|  Buy to Own: 15/08/1994
  |  106 min
Rated 15 by the BBFC
Fatherland Film Poster


Renowned British director Kenneth Loach's return to feature film-making after his controversial documentaries of the early eighties, 'Fatherland' offers an intriguing blend of political realism (scripted by Trevor Griffiths), psychological thriller and self-reflexivity about Loach's own art and the degree to which it is possible to make effective political statements within popular culture. It follows the forced defection to West Berlin of a famous protest singer-songwriter who comes into conflict with the East German authorities. What he finds in the West is another kind of censorship imposed by those American record executives who control the music market and shape popular culture. Klaus' disillusionment and exile eventually lead him to search for his long-lost father in England and in the process uncovers some of his own personal and national history.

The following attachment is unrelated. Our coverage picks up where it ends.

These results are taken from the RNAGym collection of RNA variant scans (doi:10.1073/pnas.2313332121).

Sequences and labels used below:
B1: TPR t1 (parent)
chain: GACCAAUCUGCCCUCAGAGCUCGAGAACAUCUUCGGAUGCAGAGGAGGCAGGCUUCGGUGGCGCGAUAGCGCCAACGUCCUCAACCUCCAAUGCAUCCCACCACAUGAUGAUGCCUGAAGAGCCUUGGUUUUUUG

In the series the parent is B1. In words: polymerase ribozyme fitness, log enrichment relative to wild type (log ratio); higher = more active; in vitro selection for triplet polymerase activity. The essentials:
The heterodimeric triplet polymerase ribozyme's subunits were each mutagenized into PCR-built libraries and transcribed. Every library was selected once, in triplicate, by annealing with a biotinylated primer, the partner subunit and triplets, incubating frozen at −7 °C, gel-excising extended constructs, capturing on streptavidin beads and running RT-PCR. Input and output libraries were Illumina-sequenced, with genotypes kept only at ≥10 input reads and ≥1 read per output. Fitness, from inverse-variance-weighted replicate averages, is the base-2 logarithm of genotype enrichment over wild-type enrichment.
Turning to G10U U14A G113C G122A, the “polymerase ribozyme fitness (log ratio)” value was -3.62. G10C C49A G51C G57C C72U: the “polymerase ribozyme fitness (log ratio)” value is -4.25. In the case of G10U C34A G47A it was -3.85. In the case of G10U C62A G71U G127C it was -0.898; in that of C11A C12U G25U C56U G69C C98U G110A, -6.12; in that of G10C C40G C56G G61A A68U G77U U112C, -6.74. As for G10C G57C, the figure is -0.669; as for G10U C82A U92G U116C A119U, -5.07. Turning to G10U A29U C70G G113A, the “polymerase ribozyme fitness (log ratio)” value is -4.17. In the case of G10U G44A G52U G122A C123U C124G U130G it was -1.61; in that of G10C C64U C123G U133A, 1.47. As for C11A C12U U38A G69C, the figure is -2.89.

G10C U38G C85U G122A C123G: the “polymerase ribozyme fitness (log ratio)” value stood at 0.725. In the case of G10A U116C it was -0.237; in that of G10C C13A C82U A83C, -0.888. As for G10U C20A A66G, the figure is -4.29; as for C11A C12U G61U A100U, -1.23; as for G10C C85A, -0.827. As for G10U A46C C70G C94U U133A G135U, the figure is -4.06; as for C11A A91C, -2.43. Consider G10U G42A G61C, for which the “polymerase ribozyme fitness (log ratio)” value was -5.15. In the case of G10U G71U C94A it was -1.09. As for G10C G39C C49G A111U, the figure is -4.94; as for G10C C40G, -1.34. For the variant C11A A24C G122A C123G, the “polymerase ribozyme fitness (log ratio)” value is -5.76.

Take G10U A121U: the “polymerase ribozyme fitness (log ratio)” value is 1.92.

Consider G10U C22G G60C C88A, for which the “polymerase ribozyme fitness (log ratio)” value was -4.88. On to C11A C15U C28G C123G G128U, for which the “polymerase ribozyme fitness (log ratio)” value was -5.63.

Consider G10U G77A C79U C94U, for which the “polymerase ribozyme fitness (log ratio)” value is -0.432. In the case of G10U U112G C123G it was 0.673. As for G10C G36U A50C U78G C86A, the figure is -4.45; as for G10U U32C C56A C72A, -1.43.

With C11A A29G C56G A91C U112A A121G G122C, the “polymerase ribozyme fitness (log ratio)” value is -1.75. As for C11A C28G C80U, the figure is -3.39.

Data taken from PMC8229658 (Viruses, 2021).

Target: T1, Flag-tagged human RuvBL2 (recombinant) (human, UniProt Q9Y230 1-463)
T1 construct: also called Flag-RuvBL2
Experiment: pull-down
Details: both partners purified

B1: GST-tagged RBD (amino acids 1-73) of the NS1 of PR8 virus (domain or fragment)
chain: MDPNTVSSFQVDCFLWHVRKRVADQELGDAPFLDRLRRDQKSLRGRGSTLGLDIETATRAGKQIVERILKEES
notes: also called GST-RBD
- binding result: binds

Contains infrequent hard drug use and sexualised nudity
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